NFS is National Food Security. It is the food security
regime the Indian state, like many other developing countries, is
completely committed to.
NFS means creating zones of
intensive agricultural production - Green Revolution zones - which
generate a marketable surplus of agricultural produce.
NFS means setting up a public
food procurement and distribution system. In India there are those
who do not have the purchasing power to buy Green Revolution food
from the market. The system is set up for such poor people, to ensure
they get food at affordable prices.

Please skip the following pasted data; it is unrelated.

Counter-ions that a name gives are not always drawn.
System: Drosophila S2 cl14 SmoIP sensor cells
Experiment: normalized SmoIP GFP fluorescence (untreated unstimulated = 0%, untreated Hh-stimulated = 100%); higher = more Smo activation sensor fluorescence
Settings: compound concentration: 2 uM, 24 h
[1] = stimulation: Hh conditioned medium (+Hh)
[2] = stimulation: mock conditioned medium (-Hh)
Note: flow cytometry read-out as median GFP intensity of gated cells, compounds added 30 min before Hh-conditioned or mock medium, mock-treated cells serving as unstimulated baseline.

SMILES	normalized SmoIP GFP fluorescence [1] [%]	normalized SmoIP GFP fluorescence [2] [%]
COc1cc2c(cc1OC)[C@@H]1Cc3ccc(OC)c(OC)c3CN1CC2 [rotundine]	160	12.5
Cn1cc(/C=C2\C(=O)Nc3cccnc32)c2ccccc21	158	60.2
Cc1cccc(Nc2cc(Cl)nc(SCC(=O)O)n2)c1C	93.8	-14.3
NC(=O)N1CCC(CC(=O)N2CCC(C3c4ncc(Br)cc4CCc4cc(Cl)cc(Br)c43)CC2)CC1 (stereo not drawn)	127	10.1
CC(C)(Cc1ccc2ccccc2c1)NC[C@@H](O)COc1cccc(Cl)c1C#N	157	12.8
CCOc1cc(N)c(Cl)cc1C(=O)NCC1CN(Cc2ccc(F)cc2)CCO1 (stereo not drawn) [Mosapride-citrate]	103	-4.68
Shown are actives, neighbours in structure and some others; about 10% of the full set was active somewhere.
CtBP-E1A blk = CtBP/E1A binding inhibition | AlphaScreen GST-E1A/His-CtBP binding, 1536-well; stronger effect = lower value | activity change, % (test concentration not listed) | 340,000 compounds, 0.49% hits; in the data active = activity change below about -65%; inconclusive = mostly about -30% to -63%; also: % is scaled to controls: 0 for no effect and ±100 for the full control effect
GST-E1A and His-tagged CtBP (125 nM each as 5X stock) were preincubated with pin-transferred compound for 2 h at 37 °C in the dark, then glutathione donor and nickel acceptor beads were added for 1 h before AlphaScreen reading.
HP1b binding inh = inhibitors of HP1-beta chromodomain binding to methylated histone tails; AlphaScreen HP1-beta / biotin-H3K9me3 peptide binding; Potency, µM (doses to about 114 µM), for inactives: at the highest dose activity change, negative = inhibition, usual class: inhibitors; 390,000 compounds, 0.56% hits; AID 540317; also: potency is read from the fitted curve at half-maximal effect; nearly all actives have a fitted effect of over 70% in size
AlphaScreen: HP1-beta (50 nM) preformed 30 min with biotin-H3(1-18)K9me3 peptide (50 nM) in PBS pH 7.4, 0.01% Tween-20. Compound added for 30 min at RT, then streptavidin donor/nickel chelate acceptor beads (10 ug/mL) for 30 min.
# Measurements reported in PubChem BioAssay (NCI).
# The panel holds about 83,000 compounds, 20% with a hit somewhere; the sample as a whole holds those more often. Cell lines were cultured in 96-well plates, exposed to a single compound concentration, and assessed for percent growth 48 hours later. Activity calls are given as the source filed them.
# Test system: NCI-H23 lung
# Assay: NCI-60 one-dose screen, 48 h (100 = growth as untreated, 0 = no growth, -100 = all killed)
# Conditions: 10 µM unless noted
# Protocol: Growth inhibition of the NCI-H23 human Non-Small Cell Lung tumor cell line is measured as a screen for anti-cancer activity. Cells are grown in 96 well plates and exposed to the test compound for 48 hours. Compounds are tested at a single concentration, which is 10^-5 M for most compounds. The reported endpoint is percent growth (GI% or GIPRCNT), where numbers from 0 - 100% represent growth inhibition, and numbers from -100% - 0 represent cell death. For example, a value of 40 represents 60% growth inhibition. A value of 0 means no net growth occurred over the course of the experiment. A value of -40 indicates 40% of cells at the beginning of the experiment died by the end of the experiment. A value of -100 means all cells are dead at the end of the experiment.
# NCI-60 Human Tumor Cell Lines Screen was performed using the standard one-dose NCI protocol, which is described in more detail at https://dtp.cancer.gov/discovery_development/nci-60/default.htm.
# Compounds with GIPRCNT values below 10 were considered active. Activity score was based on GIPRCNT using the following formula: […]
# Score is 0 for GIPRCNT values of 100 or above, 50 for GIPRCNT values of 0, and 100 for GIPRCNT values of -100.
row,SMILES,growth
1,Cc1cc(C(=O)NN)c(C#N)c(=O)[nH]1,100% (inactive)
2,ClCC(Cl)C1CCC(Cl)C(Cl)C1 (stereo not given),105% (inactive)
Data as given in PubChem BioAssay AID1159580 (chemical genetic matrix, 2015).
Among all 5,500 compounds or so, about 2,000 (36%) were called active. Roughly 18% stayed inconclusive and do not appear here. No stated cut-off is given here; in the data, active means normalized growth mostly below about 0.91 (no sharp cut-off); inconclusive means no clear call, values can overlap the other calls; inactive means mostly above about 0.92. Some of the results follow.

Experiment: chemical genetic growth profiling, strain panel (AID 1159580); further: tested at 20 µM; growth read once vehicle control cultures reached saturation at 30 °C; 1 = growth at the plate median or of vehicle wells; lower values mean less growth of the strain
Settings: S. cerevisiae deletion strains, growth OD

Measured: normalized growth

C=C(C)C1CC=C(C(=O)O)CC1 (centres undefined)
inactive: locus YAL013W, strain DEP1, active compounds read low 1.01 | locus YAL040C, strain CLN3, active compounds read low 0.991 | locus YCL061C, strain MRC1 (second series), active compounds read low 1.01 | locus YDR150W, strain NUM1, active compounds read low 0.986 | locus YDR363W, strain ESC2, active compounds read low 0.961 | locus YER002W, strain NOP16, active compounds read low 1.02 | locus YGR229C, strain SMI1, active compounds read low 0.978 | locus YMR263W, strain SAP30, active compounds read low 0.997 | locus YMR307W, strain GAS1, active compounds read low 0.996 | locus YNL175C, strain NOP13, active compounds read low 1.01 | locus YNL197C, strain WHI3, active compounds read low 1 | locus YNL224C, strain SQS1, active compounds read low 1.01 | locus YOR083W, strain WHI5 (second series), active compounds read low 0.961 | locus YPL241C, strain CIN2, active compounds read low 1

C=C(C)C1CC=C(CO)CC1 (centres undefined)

In theory, this system is salutary. In practice, it merely reproduces
state dependency for survival. It is a minimalist system, where
"food" means "rice/wheat" and "sugar",
and "nutrition" means "basic health". In this
reductive fashion, the system ensures that proper nutritional entitlement
is never achieved.
NFS means pursuing a food security
policy that regularly fails to achieve its aim. The food meant for
the poor often fails to reach those who need it most. In 2001, India
had a surplus food stock of 51 million tones. But 200 million of
its citizens remained undernourished.
NFS means not making villages
drought-proof. It means not making villages food-secure. It means
not enabling village economies generate their own wealth.
NFS is a complete eye-wash,
a grain-down-the-drain philosophy. Because NFS means avoiding the
Real Green Revolution.